"Menopause: The Musical"
We won’t lose our audiences, but we might just gain new ones. Another Artistic Director colleague noted that if theater companies counted Menopause: The Musical as part of their actual season (as opposed to the touring or rental production it usually is) it would be the best-selling show in their histories. Why? Women go to the theater and they bring their friends if they have shows that reflect their experiences. A dear friend connected with August: Osage County‘s fierce females so much that she flew from Atlanta to New York three times just to see it as many times on Broadway.
As Hanna Rosen has pointed out in her articles and lectures — there is a definitive rise in women as breadwinners and moneymakers in this country. I live in the Bay Area and am delightfully surrounded by brilliant women running major intuitions, businesses, and government orgs. Smart institutions will notice this and deliver. Women are already your majority, and women share experiences with other women, so it shouldn’t be hard to bring new women into the theater patronizing community.
Sean Daniels again:
“I think there’s a hidden thinking in here that men won’t watch women centric plays, but women will watch men centric plays — which really just sells everyone in that equation short. There are men watching The Hunger Games, but eventually there won’t be ladies watching dude filled plays and seasons.”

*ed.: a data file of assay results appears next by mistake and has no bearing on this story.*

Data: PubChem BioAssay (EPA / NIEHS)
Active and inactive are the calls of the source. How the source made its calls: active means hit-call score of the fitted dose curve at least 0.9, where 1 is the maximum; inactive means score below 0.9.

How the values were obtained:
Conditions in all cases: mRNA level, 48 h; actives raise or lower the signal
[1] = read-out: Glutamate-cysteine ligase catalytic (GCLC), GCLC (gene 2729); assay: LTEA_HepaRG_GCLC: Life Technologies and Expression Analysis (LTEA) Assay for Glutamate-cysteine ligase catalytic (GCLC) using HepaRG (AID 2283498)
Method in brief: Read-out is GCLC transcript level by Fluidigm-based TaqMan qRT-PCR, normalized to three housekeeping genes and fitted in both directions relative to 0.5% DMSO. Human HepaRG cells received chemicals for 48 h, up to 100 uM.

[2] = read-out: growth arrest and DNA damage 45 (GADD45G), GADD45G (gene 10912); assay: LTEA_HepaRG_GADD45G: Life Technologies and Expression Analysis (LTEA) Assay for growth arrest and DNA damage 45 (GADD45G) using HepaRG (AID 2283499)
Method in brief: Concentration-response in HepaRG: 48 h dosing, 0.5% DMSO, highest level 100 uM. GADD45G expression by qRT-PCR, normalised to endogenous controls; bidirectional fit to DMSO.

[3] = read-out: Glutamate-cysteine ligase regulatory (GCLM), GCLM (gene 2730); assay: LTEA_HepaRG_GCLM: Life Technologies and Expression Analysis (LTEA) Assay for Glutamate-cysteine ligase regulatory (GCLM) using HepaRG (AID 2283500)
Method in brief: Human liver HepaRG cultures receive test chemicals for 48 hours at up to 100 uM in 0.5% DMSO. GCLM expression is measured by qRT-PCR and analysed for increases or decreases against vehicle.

Viola Davis in "Fences".
We might help the world. Women are always underrepresented in positions of money, power, and personal safety. This comes, as most inherent biases do, from a lack of understanding and empathy. If we see more stories of women on stages across the country and the world we can change that.
Maybe what we really dream of is the day when plays by and about women would stop being “women’s plays” and start being — oh, y’know — really successful, moneymaking, audience-supported, universal, true, bold, smart plays. Everyone wants those plays, no matter what your gender.
Theater audiences want the designers of theatrical seasons to pay attention to the women onstage. Count them (as Valerie Week is doing in The Bay). The women in your audiences will.
“It’s frustrating that we have to have this conversation in 2012. But I’ve experienced this in my conversations about plays with colleagues across the country. Colleagues dismissing a play because its female protagonist was ‘unlikable.’ Producers should recognize that ‘we just choose the best plays’ is no longer an adequate defense: no one believes that there’s a shadowy cabal of avowed misogynists determined to keep women offstage. We need to be brave and rigorous in examining the shadowy, unconscious ways gender bias influences our decision making.”
Theater should be in the complex and necessary business of illuminating the human condition, of inspiring empathy and community, of provoking understanding, of entertaining and surprising and exposing and making beautiful the complete world of our time.
You know what helps that?
Telling everyone’s stories.
Lauren Gunderson is an award-winning playwright, screenwriter, and short story author living in The Bay Area. She received her MFA in Dramatic Writing at NYU Tisch, her BA from Emory University, is an NYU a Reynolds Fellow in Social Entrepreneurship. Her work has received national praise and awards. She writes for The Huffington Post.